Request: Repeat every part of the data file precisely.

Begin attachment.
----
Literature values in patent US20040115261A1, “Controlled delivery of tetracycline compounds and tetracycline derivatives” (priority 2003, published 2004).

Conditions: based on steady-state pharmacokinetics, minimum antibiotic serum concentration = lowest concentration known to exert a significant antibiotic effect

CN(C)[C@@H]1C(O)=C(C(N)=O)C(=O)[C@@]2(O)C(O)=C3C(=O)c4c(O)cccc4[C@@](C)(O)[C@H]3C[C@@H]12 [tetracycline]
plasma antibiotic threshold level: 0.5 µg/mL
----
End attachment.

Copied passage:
Literature values in patent US20040115261A1, “Controlled delivery of tetracycline compounds and tetracycline derivatives” (priority 2003, published 2004).

Conditions: based on steady-state pharmacokinetics, minimum antibiotic serum concentration = lowest concentration known to exert a significant antibiotic effect

CN(C)[C@@H]1C(O)=C(C(N)=O)C(=O)[C@@]2(O)C(O)=C3C(=O)c4c(O)cccc4[C@@](C)(O)[C@H]3C[C@@H]12 [tetracycline]
plasma antibiotic threshold level: 0.5 µg/mL